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JOSEPHUS, FLAVIUS jō’ se fəs, flā’ viəs (born Joseph ben Matthias). Jewish historian.
Josephus was born in Jerusalem, a.d. 37 or 38. His father was a priest, his mother a descendant of the royal house of the Asmoneans. When he grew up he became a Pharisee, which sect he likened to the Stoics among the Greeks. In a.d. 64 at age twenty-six he went to Rome and secured the release of certain priests who were being held there on rather nebulous charges. Upon his return he found the people smarting under the highhanded administration of the procurator Florus and ready for revolt. From this he attempted to dissuade them, having seen at firsthand something of Rom. power. Because of his attitude he was sent to Galilee to keep the peace there. The accounts of his activity in this region are conflicting and confused. The Jewish War seems to indicate that he was sent up as a general to take command of the situation; while the Life says he went up as a priest to pacify the disaffected. At any rate, because he was afraid that his pacification efforts would bring him under suspicion of favoring Rome, he finally pretended to concur with the views of the war party, going so far as to get them paid as mercenaries, but at the same time trying to persuade them to act on the defensive: not to attack the Romans, but let them make the first move. Thus he played a kind of double game, waiting to see the direction in which events would develop, accused by some of pro-Rom. sentiment, by others of aiming at tyranny. Finally the extremists forced him to a decision; either he would lose his post, or take over the active leadership of the war party. At this juncture the Rom. general Vespasian arrived on the scene (a.d. 67), and Josephus was captured, after almost being killed by his companions. When Vespasian was summoned to Rome in 69, and his son Titus was left to conduct the seige of Jerusalem, Josephus was used by the Rom. commander as a mediator, going around the walls counseli ng the Jews to submit, hated by the zealots and suspected by the Romans. After the capture of Jerusalem he went to Rome with Titus, and was shown great favor by Vespasian, by now emperor, by Titus, and later by Domitian. He received Rom. citizenship and took the name Flavius in deference to his patrons. He was married three times; one wife deserted him, and a second marriage ended in divorce. He died at about the beginning of the second cent.
Three major works have come from the pen of Josephus. (a) The Jewish War, written between 75 and 79, in seven books. This account of the struggle between the Jews and Romans was written under Rom. auspices, Titus having urged Josephus to undertake the work. King Agrippa vouched for its accuracy. It was produced first in an Aram. vs., now lost, and this was followed by the Gr. edition. One purpose for the writing of the book was certainly to deter others from revolting against the Romans as the Jews had done. The work is in the main a trustworthy account, for Josephus had firsthand materials: his own experience, and the commentaries of Vespasian and Titus, the commanders involved in the struggle. (b) Antiquities of the Jews, written in 93 or 94. This is a long work of twenty books, beginning with creation and extending to the outbreak of the war with the Romans. Nothing like it was ever attempted before; it represents a new departure in literary form. The first part of the work, to the end of the exile, follows closely the Biblical narrative; the second part, postexilic, is compiled from miscellaneous sources. To the Antiquities is appended a biographical sketch (Life) written by Josephus as a defense against the accusations of a rival historian named Justus. (c) Against Apion, a defense of the Jewish religion.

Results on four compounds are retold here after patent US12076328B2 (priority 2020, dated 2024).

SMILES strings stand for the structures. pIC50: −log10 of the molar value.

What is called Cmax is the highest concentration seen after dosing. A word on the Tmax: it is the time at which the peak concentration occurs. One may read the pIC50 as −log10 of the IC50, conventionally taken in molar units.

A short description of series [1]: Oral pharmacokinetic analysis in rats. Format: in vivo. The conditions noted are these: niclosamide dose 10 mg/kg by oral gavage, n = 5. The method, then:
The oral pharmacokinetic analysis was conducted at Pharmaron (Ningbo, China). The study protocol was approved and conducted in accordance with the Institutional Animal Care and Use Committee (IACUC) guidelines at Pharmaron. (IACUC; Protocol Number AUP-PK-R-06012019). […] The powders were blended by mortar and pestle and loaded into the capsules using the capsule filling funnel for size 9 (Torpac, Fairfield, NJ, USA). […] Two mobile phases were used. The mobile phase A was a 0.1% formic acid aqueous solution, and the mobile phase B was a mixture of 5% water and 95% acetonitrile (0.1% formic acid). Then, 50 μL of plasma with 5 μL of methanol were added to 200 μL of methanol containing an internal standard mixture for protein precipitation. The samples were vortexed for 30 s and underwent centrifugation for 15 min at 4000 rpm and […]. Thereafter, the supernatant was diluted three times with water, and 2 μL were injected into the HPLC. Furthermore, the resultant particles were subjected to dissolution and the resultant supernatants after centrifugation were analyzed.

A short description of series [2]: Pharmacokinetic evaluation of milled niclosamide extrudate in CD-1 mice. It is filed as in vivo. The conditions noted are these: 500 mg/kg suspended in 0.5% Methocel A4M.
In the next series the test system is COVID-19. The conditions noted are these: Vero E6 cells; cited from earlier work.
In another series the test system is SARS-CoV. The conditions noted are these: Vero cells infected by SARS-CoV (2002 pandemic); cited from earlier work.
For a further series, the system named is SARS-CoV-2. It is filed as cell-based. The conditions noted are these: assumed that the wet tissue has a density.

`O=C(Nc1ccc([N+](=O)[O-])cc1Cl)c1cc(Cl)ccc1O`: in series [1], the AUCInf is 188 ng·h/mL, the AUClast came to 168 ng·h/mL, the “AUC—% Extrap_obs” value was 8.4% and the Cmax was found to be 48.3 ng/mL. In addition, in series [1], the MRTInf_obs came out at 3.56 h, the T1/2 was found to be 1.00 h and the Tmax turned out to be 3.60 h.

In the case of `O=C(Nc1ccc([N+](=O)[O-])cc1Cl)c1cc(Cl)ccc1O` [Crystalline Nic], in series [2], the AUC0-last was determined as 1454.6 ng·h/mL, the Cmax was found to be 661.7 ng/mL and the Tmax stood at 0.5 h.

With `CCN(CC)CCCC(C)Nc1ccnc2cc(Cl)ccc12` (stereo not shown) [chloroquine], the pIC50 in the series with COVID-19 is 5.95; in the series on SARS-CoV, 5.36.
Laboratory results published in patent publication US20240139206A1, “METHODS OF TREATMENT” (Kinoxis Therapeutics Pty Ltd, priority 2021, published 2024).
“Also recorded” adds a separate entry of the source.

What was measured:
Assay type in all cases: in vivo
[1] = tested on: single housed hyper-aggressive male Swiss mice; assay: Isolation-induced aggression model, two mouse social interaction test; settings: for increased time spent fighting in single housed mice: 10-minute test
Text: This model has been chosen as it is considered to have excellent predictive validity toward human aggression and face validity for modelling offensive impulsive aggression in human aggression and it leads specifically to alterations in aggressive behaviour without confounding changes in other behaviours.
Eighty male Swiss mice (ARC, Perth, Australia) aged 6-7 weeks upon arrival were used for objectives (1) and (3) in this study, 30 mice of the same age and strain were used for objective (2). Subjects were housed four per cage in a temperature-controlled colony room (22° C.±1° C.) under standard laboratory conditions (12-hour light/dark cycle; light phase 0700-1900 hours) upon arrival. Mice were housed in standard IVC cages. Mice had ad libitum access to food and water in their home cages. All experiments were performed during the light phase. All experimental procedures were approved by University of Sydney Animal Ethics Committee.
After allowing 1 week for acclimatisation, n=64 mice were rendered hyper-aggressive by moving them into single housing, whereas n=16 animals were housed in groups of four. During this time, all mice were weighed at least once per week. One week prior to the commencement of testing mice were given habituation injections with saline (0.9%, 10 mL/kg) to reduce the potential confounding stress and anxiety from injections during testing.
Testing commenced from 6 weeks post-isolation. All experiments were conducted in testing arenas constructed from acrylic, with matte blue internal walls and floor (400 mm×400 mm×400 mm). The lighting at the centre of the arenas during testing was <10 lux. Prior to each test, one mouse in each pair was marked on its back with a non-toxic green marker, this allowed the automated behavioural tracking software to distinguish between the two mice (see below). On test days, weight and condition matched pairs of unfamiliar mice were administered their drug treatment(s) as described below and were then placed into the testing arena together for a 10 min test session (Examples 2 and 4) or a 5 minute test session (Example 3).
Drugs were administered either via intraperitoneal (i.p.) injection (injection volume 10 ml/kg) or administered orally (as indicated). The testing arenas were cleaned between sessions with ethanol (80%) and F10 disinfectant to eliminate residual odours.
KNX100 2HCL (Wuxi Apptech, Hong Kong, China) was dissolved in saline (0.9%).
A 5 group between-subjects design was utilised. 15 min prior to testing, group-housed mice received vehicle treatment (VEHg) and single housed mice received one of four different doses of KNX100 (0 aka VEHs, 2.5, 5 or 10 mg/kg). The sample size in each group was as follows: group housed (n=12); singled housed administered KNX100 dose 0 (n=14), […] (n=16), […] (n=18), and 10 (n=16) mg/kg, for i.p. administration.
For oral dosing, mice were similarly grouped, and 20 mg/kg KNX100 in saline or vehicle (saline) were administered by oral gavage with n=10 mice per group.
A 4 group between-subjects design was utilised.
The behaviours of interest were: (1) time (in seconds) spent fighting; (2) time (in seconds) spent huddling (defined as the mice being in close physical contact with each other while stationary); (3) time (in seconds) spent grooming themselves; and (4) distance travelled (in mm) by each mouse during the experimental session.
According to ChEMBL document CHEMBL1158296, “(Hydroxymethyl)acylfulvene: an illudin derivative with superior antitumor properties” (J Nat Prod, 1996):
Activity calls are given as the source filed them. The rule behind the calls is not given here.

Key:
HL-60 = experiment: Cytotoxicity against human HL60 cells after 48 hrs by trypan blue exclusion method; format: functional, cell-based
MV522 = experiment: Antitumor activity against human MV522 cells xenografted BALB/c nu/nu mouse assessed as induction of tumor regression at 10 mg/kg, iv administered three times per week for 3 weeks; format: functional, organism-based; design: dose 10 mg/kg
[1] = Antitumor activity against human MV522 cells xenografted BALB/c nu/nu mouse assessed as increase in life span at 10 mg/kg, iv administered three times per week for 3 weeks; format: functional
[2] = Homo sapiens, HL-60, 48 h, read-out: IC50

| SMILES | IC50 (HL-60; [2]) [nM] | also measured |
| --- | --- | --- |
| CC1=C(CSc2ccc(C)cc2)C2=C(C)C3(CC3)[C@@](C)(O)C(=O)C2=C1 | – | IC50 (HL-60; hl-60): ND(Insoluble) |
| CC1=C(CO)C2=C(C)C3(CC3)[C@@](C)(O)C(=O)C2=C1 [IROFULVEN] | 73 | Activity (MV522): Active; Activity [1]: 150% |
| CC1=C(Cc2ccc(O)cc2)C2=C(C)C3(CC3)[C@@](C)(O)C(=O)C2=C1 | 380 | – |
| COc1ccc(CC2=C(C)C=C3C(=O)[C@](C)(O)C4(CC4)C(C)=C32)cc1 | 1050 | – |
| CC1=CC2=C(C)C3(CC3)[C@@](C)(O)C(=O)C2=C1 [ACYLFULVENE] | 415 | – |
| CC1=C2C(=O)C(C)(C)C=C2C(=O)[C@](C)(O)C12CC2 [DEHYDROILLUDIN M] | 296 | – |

Importance of Josephus.
He is the principal source for Jewish history between 100 b.c. and a.d. 100, and is invaluable for a knowledge of the geography of Bible lands. Recent archeological discoveries at Qumran and Masada have indicated that the account of Josephus is remarkably accurate and ranks him high as a topographer. The student of the NT has in Josephus a wealth of material on agriculture, industry, religion, politics, and the outstanding personalities of Gospel history: Herod, Pilate, the two Agrippas, Felix, and others. As a historian many have distrusted him, mostly because they disapprove of him as a traitor. He is no more affected by human error (of memory, faulty sources, bias, and the like) than others of his time. The passage concerning Jesus (Antiquities, XVIII, 63ff.) has been regarded by some as a Christian interpolation; but the bulk of evidence, both external and internal, marks it as genuine. Josephus must have known the main facts about the life and death of Jesus, and his historian’s curiosity certainly would lead him to investigate the movement which was gaining adherents even in high circles. Arnold Toynbee rates him among the five greatest Hellenic historians, along with Herodotus, Thucydides, Xenophon, and Polybius.
Josephus was doubtless an egoist, motivated by self-interest, and a flatterer of the Romans. He was hated by his countrymen as a turncoat. Yet he possessed a high degree of patriotism, for instead of disowning his nation he wrote an elaborate history of it, and composed a brilliant apology for his native religion.
H. St. John Thackery, Josephus: the Man and the Historian (1929); W. R. Farmer, ed., in Introduction to the Torchbook Edition of The Great Roman-Jewish War (1960).